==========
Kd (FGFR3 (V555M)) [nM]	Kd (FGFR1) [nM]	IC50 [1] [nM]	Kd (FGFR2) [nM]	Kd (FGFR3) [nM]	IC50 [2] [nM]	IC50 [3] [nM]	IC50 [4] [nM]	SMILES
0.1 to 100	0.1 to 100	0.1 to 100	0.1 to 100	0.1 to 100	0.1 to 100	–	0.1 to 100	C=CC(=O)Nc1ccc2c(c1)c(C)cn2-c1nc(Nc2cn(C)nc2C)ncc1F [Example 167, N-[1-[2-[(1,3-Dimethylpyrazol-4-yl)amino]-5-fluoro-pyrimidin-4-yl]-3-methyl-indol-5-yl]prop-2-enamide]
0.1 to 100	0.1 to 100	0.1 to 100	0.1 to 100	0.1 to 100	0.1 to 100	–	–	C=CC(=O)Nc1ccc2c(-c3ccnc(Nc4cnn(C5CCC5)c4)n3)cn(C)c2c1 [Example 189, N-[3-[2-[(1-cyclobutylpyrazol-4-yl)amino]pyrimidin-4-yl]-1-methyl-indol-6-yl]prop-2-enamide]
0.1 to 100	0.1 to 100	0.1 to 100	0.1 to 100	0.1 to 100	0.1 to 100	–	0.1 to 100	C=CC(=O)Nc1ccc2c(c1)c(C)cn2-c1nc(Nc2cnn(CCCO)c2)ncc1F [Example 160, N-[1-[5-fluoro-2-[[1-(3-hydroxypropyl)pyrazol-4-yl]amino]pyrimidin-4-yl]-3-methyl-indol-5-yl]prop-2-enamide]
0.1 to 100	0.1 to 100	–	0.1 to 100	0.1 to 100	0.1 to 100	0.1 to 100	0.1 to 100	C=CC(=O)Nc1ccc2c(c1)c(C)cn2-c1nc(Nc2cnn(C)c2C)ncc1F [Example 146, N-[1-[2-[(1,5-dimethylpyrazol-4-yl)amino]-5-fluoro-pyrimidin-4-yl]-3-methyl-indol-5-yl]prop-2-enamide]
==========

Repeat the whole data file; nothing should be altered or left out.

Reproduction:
Kd (FGFR3 (V555M)) [nM]	Kd (FGFR1) [nM]	IC50 [1] [nM]	Kd (FGFR2) [nM]	Kd (FGFR3) [nM]	IC50 [2] [nM]	IC50 [3] [nM]	IC50 [4] [nM]	SMILES
0.1 to 100	0.1 to 100	0.1 to 100	0.1 to 100	0.1 to 100	0.1 to 100	–	0.1 to 100	C=CC(=O)Nc1ccc2c(c1)c(C)cn2-c1nc(Nc2cn(C)nc2C)ncc1F [Example 167, N-[1-[2-[(1,3-Dimethylpyrazol-4-yl)amino]-5-fluoro-pyrimidin-4-yl]-3-methyl-indol-5-yl]prop-2-enamide]
0.1 to 100	0.1 to 100	0.1 to 100	0.1 to 100	0.1 to 100	0.1 to 100	–	–	C=CC(=O)Nc1ccc2c(-c3ccnc(Nc4cnn(C5CCC5)c4)n3)cn(C)c2c1 [Example 189, N-[3-[2-[(1-cyclobutylpyrazol-4-yl)amino]pyrimidin-4-yl]-1-methyl-indol-6-yl]prop-2-enamide]
0.1 to 100	0.1 to 100	0.1 to 100	0.1 to 100	0.1 to 100	0.1 to 100	–	0.1 to 100	C=CC(=O)Nc1ccc2c(c1)c(C)cn2-c1nc(Nc2cnn(CCCO)c2)ncc1F [Example 160, N-[1-[5-fluoro-2-[[1-(3-hydroxypropyl)pyrazol-4-yl]amino]pyrimidin-4-yl]-3-methyl-indol-5-yl]prop-2-enamide]
0.1 to 100	0.1 to 100	–	0.1 to 100	0.1 to 100	0.1 to 100	0.1 to 100	0.1 to 100	C=CC(=O)Nc1ccc2c(c1)c(C)cn2-c1nc(Nc2cnn(C)c2C)ncc1F [Example 146, N-[1-[2-[(1,5-dimethylpyrazol-4-yl)amino]-5-fluoro-pyrimidin-4-yl]-3-methyl-indol-5-yl]prop-2-enamide]